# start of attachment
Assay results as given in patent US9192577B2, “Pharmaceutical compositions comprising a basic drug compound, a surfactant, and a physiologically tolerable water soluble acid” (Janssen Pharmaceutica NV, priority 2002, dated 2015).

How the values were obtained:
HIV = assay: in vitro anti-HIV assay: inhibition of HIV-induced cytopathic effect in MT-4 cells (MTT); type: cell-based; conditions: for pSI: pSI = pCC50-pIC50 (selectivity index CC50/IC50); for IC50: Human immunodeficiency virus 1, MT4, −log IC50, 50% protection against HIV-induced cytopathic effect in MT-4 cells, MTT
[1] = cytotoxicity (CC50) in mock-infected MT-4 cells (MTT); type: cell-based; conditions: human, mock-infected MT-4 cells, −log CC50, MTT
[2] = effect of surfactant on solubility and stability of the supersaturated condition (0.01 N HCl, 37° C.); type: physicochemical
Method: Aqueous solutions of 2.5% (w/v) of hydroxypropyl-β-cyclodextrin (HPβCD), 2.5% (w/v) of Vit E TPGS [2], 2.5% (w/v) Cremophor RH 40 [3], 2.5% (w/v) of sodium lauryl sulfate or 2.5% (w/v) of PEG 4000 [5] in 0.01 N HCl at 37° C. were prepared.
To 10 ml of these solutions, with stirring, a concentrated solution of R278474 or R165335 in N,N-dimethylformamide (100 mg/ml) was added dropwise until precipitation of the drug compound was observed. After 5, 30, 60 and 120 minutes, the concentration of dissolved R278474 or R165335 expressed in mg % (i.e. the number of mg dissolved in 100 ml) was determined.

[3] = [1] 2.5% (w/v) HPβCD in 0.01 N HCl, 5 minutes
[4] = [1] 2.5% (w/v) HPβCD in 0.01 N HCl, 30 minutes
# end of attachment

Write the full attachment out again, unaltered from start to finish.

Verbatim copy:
Assay results as given in patent US9192577B2, “Pharmaceutical compositions comprising a basic drug compound, a surfactant, and a physiologically tolerable water soluble acid” (Janssen Pharmaceutica NV, priority 2002, dated 2015).

How the values were obtained:
HIV = assay: in vitro anti-HIV assay: inhibition of HIV-induced cytopathic effect in MT-4 cells (MTT); type: cell-based; conditions: for pSI: pSI = pCC50-pIC50 (selectivity index CC50/IC50); for IC50: Human immunodeficiency virus 1, MT4, −log IC50, 50% protection against HIV-induced cytopathic effect in MT-4 cells, MTT
[1] = cytotoxicity (CC50) in mock-infected MT-4 cells (MTT); type: cell-based; conditions: human, mock-infected MT-4 cells, −log CC50, MTT
[2] = effect of surfactant on solubility and stability of the supersaturated condition (0.01 N HCl, 37° C.); type: physicochemical
Method: Aqueous solutions of 2.5% (w/v) of hydroxypropyl-β-cyclodextrin (HPβCD), 2.5% (w/v) of Vit E TPGS [2], 2.5% (w/v) Cremophor RH 40 [3], 2.5% (w/v) of sodium lauryl sulfate or 2.5% (w/v) of PEG 4000 [5] in 0.01 N HCl at 37° C. were prepared.
To 10 ml of these solutions, with stirring, a concentrated solution of R278474 or R165335 in N,N-dimethylformamide (100 mg/ml) was added dropwise until precipitation of the drug compound was observed. After 5, 30, 60 and 120 minutes, the concentration of dissolved R278474 or R165335 expressed in mg % (i.e. the number of mg dissolved in 100 ml) was determined.

[3] = [1] 2.5% (w/v) HPβCD in 0.01 N HCl, 5 minutes
[4] = [1] 2.5% (w/v) HPβCD in 0.01 N HCl, 30 minutes